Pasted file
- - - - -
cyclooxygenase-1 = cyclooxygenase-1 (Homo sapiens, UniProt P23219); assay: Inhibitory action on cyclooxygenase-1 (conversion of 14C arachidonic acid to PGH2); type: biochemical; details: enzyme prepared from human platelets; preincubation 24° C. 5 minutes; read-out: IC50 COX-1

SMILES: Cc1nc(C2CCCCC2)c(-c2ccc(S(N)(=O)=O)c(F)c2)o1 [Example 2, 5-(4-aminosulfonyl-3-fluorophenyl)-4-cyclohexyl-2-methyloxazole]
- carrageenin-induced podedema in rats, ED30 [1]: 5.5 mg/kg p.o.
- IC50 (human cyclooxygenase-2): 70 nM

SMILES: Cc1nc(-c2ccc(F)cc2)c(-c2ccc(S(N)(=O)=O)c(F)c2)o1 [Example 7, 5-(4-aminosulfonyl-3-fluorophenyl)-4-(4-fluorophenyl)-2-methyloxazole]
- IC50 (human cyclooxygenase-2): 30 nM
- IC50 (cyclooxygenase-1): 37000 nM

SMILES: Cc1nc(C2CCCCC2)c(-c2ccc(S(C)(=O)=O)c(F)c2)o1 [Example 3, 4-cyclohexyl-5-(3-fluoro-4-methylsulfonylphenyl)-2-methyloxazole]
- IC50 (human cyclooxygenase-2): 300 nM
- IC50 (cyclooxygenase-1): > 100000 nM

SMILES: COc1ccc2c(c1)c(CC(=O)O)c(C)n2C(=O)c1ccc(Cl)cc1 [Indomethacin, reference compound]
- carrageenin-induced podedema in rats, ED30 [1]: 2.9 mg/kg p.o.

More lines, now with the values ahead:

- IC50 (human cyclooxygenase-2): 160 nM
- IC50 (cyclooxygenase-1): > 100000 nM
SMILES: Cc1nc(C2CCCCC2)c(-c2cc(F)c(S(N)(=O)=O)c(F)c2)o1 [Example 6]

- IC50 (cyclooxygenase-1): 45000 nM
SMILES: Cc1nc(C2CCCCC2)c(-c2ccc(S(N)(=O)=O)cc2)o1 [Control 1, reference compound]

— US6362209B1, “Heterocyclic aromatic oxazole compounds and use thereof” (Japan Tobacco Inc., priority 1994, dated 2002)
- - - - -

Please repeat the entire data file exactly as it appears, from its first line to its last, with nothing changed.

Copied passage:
cyclooxygenase-1 = cyclooxygenase-1 (Homo sapiens, UniProt P23219); assay: Inhibitory action on cyclooxygenase-1 (conversion of 14C arachidonic acid to PGH2); type: biochemical; details: enzyme prepared from human platelets; preincubation 24° C. 5 minutes; read-out: IC50 COX-1

SMILES: Cc1nc(C2CCCCC2)c(-c2ccc(S(N)(=O)=O)c(F)c2)o1 [Example 2, 5-(4-aminosulfonyl-3-fluorophenyl)-4-cyclohexyl-2-methyloxazole]
- carrageenin-induced podedema in rats, ED30 [1]: 5.5 mg/kg p.o.
- IC50 (human cyclooxygenase-2): 70 nM

SMILES: Cc1nc(-c2ccc(F)cc2)c(-c2ccc(S(N)(=O)=O)c(F)c2)o1 [Example 7, 5-(4-aminosulfonyl-3-fluorophenyl)-4-(4-fluorophenyl)-2-methyloxazole]
- IC50 (human cyclooxygenase-2): 30 nM
- IC50 (cyclooxygenase-1): 37000 nM

SMILES: Cc1nc(C2CCCCC2)c(-c2ccc(S(C)(=O)=O)c(F)c2)o1 [Example 3, 4-cyclohexyl-5-(3-fluoro-4-methylsulfonylphenyl)-2-methyloxazole]
- IC50 (human cyclooxygenase-2): 300 nM
- IC50 (cyclooxygenase-1): > 100000 nM

SMILES: COc1ccc2c(c1)c(CC(=O)O)c(C)n2C(=O)c1ccc(Cl)cc1 [Indomethacin, reference compound]
- carrageenin-induced podedema in rats, ED30 [1]: 2.9 mg/kg p.o.

More lines, now with the values ahead:

- IC50 (human cyclooxygenase-2): 160 nM
- IC50 (cyclooxygenase-1): > 100000 nM
SMILES: Cc1nc(C2CCCCC2)c(-c2cc(F)c(S(N)(=O)=O)c(F)c2)o1 [Example 6]

- IC50 (cyclooxygenase-1): 45000 nM
SMILES: Cc1nc(C2CCCCC2)c(-c2ccc(S(N)(=O)=O)cc2)o1 [Control 1, reference compound]

— US6362209B1, “Heterocyclic aromatic oxazole compounds and use thereof” (Japan Tobacco Inc., priority 1994, dated 2002)